Moving Borders. European Immigration Policy and the Multidimensional Instability of the Boundaries

Article excerpt


Two contemporary phenomena in the field of immigration force us to reflect upon the relationship between the migration flows and their political management: the tortuous development of the European immigration policies, and the contemporary struggles between member states in the administration and regulation of the last flows of immigrants coming from the 2011 "Arab Spring" countries. This paper attempts to answer two interrelated questions: What do these phenomena teach us about the features of the political and territorial space called Europe? Is it possible to read the current struggles on immigration as the essential political nature of Europe? Particular attention is paid to the agreement on migration among member states and European institutions and, at the same time, to the dimensions and dialectics of borders, with some examples from the Italian and Spanish cases. In this light, this paper aims to show how a wide theoretical and historical approach can be useful to understand the contradictory character of immigration policy and the multidimensional features of the EU borders.

Keywords: European borders, immigration policy, Italy, Schengen area, Spain, security

1. Introduction

The European Union is a political "space" of extreme interest for contemporary political science. Its socio-political features and institutional characteristics make Europe a unique area in the international context. In addition, the relationship between the European Union, its institutions and policies, and international migration is an issue that has attracted academic interest in recent decades. There is no doubt that, in the years when the European Union enlarged, the common opinion has interpreted this relationship in two opposite ways. On one hand, it is a causal relationship: the EU enlargement has encouraged immigration into the EU Member States and, in the same way, does not pay enough attention to irregular immigration. The opposing view looks at the EU policy as a resolving relationship: the EU policy can help solving the issue of immigration on the European continent. On the other hand, the academic sphere has often emphasized the contradictions and ambiguities, to the point that it is common to refer to Europe as a "cluster of contradictions"1.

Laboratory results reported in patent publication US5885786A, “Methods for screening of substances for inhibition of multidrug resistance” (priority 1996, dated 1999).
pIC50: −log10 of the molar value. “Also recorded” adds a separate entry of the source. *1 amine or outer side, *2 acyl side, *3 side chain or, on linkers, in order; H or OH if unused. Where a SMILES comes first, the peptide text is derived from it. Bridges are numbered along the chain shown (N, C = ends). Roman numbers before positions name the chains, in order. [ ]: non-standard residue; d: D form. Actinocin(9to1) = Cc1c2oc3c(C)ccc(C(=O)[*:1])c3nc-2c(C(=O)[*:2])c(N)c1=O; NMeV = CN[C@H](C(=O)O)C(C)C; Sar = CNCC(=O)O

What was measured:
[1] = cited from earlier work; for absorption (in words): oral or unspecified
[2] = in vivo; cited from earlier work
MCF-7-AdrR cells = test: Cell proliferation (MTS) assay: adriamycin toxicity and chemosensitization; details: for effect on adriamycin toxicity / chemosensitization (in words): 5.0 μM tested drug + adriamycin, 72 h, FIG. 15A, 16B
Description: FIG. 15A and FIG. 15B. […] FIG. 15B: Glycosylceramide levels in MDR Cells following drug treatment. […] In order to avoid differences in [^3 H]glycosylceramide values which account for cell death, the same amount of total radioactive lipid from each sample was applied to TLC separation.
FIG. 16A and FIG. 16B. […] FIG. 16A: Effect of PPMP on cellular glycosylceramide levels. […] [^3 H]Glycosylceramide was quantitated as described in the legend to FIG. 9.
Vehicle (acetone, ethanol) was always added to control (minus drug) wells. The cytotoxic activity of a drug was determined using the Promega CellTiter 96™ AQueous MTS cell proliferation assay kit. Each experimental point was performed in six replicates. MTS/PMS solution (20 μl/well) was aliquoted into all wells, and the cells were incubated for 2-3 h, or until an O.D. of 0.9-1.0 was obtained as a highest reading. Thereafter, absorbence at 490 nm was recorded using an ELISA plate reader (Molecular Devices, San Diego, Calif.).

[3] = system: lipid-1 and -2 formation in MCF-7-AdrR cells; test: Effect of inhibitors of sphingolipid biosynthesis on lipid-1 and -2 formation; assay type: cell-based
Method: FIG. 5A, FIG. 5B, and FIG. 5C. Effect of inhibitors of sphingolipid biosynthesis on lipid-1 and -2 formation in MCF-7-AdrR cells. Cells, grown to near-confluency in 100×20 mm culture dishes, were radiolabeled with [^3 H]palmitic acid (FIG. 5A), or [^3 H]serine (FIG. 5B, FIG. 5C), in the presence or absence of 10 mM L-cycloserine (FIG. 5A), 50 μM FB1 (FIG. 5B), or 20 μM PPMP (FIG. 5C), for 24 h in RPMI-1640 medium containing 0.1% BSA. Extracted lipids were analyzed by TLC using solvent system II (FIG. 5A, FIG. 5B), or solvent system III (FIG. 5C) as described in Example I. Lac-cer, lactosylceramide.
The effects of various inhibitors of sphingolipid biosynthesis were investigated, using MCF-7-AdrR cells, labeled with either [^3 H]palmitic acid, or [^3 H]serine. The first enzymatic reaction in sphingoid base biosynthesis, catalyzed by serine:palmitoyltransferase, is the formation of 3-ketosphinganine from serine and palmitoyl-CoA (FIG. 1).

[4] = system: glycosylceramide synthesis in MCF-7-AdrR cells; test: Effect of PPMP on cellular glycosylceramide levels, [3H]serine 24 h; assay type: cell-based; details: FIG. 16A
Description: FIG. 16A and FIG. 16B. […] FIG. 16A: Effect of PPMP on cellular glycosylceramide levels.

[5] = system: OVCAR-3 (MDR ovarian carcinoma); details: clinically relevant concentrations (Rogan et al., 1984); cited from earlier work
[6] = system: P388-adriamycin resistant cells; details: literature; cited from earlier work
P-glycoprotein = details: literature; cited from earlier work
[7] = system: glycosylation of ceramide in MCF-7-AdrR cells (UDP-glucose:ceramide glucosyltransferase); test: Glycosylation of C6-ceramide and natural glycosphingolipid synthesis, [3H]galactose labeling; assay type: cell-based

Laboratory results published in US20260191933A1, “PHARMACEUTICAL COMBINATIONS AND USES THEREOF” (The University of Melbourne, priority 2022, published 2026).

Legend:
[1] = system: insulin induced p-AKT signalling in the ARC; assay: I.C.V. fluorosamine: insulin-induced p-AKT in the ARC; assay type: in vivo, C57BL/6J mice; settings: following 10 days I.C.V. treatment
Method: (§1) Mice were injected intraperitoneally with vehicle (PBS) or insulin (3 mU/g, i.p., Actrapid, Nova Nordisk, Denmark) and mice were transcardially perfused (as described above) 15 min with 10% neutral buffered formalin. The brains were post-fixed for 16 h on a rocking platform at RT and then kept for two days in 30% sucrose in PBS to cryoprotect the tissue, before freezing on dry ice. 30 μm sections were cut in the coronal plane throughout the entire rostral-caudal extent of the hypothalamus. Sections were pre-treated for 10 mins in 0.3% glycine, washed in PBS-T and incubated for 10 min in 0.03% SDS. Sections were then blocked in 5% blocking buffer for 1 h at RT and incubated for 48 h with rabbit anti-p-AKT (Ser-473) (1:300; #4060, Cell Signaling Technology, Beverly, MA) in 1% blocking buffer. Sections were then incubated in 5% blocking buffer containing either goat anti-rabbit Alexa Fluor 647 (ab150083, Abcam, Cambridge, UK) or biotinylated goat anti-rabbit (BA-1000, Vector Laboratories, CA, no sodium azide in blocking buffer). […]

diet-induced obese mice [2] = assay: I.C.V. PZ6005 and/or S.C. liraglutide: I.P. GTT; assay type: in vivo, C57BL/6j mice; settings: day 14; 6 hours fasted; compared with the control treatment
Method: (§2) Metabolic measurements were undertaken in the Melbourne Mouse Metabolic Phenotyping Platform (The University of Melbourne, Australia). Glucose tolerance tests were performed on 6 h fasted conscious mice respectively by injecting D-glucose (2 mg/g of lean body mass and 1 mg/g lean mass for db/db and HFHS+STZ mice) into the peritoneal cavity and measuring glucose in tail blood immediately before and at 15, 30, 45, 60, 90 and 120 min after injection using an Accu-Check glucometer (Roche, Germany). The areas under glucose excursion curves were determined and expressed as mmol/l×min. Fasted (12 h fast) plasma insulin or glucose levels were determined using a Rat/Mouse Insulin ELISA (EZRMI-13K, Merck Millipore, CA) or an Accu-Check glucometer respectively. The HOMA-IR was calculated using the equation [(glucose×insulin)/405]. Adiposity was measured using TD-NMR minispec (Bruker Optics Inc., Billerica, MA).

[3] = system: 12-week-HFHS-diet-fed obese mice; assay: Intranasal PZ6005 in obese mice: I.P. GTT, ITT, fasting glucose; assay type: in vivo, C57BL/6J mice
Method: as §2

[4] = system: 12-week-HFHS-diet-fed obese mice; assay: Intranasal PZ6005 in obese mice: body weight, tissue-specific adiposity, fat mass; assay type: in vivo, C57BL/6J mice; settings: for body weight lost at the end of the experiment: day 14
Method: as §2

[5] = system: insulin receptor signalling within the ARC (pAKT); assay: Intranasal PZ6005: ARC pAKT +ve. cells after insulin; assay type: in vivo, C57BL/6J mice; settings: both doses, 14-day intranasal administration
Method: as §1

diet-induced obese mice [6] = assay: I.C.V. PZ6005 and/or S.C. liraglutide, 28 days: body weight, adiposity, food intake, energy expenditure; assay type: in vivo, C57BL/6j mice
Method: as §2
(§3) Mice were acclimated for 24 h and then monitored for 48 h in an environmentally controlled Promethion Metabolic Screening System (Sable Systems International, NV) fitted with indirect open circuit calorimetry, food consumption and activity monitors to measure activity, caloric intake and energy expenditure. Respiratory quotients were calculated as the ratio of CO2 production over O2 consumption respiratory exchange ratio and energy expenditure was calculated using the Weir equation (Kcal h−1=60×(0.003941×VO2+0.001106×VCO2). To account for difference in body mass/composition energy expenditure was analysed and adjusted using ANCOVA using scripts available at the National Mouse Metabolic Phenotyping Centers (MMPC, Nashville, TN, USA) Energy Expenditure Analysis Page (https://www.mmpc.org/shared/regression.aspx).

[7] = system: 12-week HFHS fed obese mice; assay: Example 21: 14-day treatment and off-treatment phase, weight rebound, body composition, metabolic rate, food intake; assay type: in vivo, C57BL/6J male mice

Similarly, Joaquin Arango in a recent article states that "a look at the ci rcumstances of immigration in the EU in the early years of twenty first century highlights two contradictory trends. One, the number of those coming from outside continues to grow. At the same time, the immigration policies of almost all EU countries are increasingly restrictive"2.

In this context, the immigration policies of liberal states, at least over the last decades, are characterized by a restrictive tendency, dominated by the cutting of rights and freedoms of immigrants -especially illegal- and a strengthening of controls and border surveillance3. With these lenses a current phenomenon could be read: the recent struggles between member states in the administration and regulation of the last flows of immigrants coming from the 2011 "Arab spring" countries. Giving credence to the assertion of Aristide Zolberg according to whom the control that states exercise over borders is a distinctive social and political process4, it seems clear that the main challenge of the immigration policies is the governance of this social phenomenon. This governance would control possible effects for the stability of the political system and would formulate measures to ensure stability itself. In other words, the role of the immigration policy would be to regulate and channel immigration in order not to destabilize the political and economic systems of so-called host societies.

The explicit immigration policies of the individual Member States and of the EU have been developing with special attention to the borders. In that light, this paper will draw attention not only to the relationship between the EU and the immigration, but in particular to the changes that have affected Europe's borders, both at theoretical and practical levels. …


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